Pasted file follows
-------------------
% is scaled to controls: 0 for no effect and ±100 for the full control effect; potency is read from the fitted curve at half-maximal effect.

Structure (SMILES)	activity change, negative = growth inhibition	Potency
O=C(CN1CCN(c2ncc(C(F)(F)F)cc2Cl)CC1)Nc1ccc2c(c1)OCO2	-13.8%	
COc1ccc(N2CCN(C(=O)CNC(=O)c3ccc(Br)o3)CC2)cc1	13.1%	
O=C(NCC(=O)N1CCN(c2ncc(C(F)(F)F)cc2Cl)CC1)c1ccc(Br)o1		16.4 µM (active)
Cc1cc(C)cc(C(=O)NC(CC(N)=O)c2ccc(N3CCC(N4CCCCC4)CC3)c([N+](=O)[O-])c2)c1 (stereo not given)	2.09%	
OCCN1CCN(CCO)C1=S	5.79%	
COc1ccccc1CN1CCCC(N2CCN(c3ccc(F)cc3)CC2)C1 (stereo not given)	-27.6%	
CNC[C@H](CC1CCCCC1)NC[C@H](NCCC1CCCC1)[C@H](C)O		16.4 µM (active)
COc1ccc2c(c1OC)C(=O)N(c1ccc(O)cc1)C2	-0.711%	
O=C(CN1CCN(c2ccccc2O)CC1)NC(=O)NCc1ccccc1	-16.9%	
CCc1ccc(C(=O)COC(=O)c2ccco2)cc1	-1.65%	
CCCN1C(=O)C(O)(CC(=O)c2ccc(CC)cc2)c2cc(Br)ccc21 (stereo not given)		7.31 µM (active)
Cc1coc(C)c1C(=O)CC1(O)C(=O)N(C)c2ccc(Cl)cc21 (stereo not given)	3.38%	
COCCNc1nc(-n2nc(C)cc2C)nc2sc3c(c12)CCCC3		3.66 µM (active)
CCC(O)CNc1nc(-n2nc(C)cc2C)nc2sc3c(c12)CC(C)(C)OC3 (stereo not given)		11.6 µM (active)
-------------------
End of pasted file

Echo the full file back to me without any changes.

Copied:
% is scaled to controls: 0 for no effect and ±100 for the full control effect; potency is read from the fitted curve at half-maximal effect.

Structure (SMILES)	activity change, negative = growth inhibition	Potency
O=C(CN1CCN(c2ncc(C(F)(F)F)cc2Cl)CC1)Nc1ccc2c(c1)OCO2	-13.8%	
COc1ccc(N2CCN(C(=O)CNC(=O)c3ccc(Br)o3)CC2)cc1	13.1%	
O=C(NCC(=O)N1CCN(c2ncc(C(F)(F)F)cc2Cl)CC1)c1ccc(Br)o1		16.4 µM (active)
Cc1cc(C)cc(C(=O)NC(CC(N)=O)c2ccc(N3CCC(N4CCCCC4)CC3)c([N+](=O)[O-])c2)c1 (stereo not given)	2.09%	
OCCN1CCN(CCO)C1=S	5.79%	
COc1ccccc1CN1CCCC(N2CCN(c3ccc(F)cc3)CC2)C1 (stereo not given)	-27.6%	
CNC[C@H](CC1CCCCC1)NC[C@H](NCCC1CCCC1)[C@H](C)O		16.4 µM (active)
COc1ccc2c(c1OC)C(=O)N(c1ccc(O)cc1)C2	-0.711%	
O=C(CN1CCN(c2ccccc2O)CC1)NC(=O)NCc1ccccc1	-16.9%	
CCc1ccc(C(=O)COC(=O)c2ccco2)cc1	-1.65%	
CCCN1C(=O)C(O)(CC(=O)c2ccc(CC)cc2)c2cc(Br)ccc21 (stereo not given)		7.31 µM (active)
Cc1coc(C)c1C(=O)CC1(O)C(=O)N(C)c2ccc(Cl)cc21 (stereo not given)	3.38%	
COCCNc1nc(-n2nc(C)cc2C)nc2sc3c(c12)CCCC3		3.66 µM (active)
CCC(O)CNc1nc(-n2nc(C)cc2C)nc2sc3c(c12)CC(C)(C)OC3 (stereo not given)		11.6 µM (active)